"The whole idea of that merger is for cross-selling, but the data protection rules would impede the company from doing that unless the company told the customers that it will use this information about them to sell them services," Mr. Blackmer said.
Privacy experts said multinationals like American Express, which has a record of being sensitive to privacy issues, will be less affected by the requirements of European privacy laws. On the other hand, American Express and Citibank, for example, might attract closer scrutiny because they are so large and prominent.
Mr. Blackmer, who has worked with corporations on European privacy- compliance contracts, said privacy officials may "single out the largest targets, the companies who have the largest transactions," to make the point that they are serious about enforcement.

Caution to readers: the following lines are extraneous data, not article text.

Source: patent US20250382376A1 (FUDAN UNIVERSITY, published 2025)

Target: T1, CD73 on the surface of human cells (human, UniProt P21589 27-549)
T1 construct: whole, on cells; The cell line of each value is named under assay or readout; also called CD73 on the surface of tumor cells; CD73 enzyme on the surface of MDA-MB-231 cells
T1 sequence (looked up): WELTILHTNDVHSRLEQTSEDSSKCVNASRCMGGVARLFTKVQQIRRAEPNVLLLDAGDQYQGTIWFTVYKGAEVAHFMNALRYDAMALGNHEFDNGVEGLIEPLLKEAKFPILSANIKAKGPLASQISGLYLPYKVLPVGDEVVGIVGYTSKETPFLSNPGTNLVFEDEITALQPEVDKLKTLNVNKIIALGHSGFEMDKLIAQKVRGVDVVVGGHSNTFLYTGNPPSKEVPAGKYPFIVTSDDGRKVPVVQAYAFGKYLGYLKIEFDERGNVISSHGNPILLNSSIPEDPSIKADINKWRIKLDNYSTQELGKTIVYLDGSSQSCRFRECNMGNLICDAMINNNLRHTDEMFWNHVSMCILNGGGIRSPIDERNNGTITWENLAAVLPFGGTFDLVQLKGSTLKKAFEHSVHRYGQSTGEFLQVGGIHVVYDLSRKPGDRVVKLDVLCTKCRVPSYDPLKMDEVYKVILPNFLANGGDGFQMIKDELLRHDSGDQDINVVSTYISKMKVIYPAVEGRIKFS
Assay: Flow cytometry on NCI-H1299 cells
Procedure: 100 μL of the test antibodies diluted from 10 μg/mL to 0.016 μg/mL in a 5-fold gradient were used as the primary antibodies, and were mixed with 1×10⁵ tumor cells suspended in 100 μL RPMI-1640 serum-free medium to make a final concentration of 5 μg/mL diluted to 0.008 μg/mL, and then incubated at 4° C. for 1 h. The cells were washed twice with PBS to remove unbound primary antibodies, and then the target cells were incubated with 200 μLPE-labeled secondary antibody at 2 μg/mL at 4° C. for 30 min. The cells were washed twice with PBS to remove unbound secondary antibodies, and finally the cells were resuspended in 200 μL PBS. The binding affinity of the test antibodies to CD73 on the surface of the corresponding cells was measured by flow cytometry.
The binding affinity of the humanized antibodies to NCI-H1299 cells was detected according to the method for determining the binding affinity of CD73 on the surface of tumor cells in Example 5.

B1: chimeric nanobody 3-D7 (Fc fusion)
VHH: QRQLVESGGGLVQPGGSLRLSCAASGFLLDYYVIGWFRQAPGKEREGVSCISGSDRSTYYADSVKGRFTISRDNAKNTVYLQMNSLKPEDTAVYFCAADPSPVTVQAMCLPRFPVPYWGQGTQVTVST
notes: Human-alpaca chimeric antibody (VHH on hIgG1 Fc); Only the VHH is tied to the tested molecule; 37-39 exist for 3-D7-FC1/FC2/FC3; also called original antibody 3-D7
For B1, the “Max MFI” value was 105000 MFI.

The companies that run the most risk under the privacy directive are those that lack formal data protection policies.
Mr. Prescott of the Direct Marketing Association said American banks in particular have not been proactive about the European rules and that can hinder any plans to do business in Europe.
Mr. Westin said banks are slowly waking up to how critical the privacy issue has become in both the United States and Europe.
With U.S. regulators raising questions about it and many bankers just getting up to speed, "We are in a transition phase in terms of what banks are doing about privacy," he said.
While bank regulators are not requiring privacy policies yet, Mr. Westin said, "the very asking of the questions is providing a road map for the banks to say, 'This is what we should do.'"
"American companies have been saying as a chorus, 'Trust us, we are going to do the right thing,' and there is very little evidence of that," said Duncan MacDonald, a 26-year veteran of Citibank, who recently retired as general counsel on privacy issues.
The fact that American businesses have not satisfied the U.S. government's concerns "gives the Europeans an argument," Mr. MacDonald said.